to detect
the
concentrations
on maximal
a close association
between

concentration
( 1 , 1 5). On

as fast as possible

when

intake
decreased
significantly
de-

energy

performance

the preexercise
glycogen
constant
power
exercise
tances

completing
of perceived

completed

the

12-

muscle

the

difficulty
ratings

(1 3) it is uncertain

the
ex-

influ-

was suddenly

energy
compliance

from

and other
studies
(4, 1 3, 14) were
effects ofdiffering
muscle
glycogen
performance.
Early studies
reported

when
training
Notably,
a diet

capabilities.

volume

consumption

inadequate
training

in this case

that

glycogen

on training
compliance
expenditure.
Although
sub-

subjects

capability
resulted
muscle
glycogen.

It is possible

kg

muscle

on training

training

oxygen

(14),

When
by 20%,

no
levels

declined
by 15% (1 3) or differed
still no systematic
effect of the re-

higher

reduced

(1 3). However,

training
reduced

distance

glycogen

in which

glycogen
there was

slightly

that

to increased

when

local muscular
fatigue
and
sessions
( 1 3) or increased

and

performance

reported

regard

ofexertion

muscle
glycogen
concentration
energy
intake
matched
energy

suddenly
volume

of others

over 3-10
d of training
or suddenly
increased.

muscle

glycogen

1 to day 3 of training.
On the other
not systematically
study
the effects

in muscle

( 14),

on maximal

with

days

muscle

or low-carbohydrate

et al (4)

observed

in studies

was

training

was

13% reduction

However,

glycogen

82 and
12 1 mmol/kg
for
diets, respectively,
before

5 g carbohydrate

than

their

study

dietary

ences
muscle
glycogen
volume
is either constant
containing

ofthe

and
Costill

successive

carbohy-

3.9 or 8.0 g carbohydrate

d . Muscle
glycogen
averaged
moderateand high-carbohydrate
ercise on day
The results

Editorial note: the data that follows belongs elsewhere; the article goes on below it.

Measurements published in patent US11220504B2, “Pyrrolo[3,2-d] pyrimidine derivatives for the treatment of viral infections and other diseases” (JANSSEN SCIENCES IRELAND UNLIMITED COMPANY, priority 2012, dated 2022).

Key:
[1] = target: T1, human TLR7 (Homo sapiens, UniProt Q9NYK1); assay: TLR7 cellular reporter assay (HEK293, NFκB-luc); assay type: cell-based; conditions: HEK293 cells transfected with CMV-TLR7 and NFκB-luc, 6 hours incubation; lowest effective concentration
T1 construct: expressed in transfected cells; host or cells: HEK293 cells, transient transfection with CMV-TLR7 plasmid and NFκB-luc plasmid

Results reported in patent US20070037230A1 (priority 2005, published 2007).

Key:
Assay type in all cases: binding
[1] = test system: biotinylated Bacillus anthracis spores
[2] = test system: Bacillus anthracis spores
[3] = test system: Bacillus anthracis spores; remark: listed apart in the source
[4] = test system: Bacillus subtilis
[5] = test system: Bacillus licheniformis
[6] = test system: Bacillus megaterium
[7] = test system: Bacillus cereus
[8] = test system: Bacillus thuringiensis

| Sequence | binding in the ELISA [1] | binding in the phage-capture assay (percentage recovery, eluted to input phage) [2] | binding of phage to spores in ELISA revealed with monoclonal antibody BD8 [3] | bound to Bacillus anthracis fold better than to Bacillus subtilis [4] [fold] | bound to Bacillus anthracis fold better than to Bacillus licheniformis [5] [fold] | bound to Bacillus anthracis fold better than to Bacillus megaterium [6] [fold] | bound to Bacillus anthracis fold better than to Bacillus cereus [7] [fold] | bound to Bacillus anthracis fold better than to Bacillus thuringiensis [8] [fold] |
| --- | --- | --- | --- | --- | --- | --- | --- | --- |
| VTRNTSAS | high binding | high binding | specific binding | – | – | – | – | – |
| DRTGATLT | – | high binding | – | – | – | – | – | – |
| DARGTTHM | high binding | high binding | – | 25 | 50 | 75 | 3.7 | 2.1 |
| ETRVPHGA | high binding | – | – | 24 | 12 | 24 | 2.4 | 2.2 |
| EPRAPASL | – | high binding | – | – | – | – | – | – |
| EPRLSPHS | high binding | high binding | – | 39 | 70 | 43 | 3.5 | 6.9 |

selected

kg . d.
During
I 30 to I 10 mmol/kg.
.

compliance
unusual.

pattern
with

of lowered

a moderate-

that

in

and cyclists.
It
equate
muscle
carbohydrate

is

Downloaded from www.ajcn.org by on April 4, 2006

8.2 g carbohydrate
declined
from

et al (14)

for 5 d while

effects

from

training
is not

exertion

have

10 d when

glycogen

study

studies

diet containing
muscle
glycogen
Kirwan

in a 3-d

g . kg body wt . d ) and exercised


VO2max
. Muscle
glycogen
declined
by

the 3-d period


runners

cyclists

on daily

capabilities
offatigue

effect

resulting

decreased
by 40% from day
hand,
Pascoe
et al ( 1 2) did

a diet containing
43% of energy
from carbohydrate
over 3 d of
training.
The daily
training
was running
for 73 mm at 80%
VO2max
followed
by a VO2max
test. Similarly,
Pascoe
et al (12)
used

of a systematic

consistent

a progressive

subjects

lack

concentrations
diet

Two

of a moderate-carseveral

AL

The

diet

oftraining.

et al (4) observed

glycogen

30-36%
ofa

5-7

effects

glycogen

was constant.

by

consumption

during

reported

on

kg

concentrations

studies

glycogen

In contrast,

10 g carbohydrate
glycogen

other

reduces

oftraining.

ET

DIETARY
somehow

stored

Nevertheless,
cyclists

and

centration
etary
lack

differently
because

runners,
does

not

carbohydrate
ofeffect

between

comparisons
this
negate
intake

on training

cyclists
were

initially
the

CARBOHYDRATE

different

compliance

(20).
between

glycogen

of the effects

glycogen
and

runners
made

muscle

observations

on muscle

and
not

and

maximal

AND

conof di-

the resultant
performance

13

capabilities.
We acknowledge
the assistance
of Mike Wilson and Ashley
The cooperation
of the subjects in the study is appreciated.

Blostein.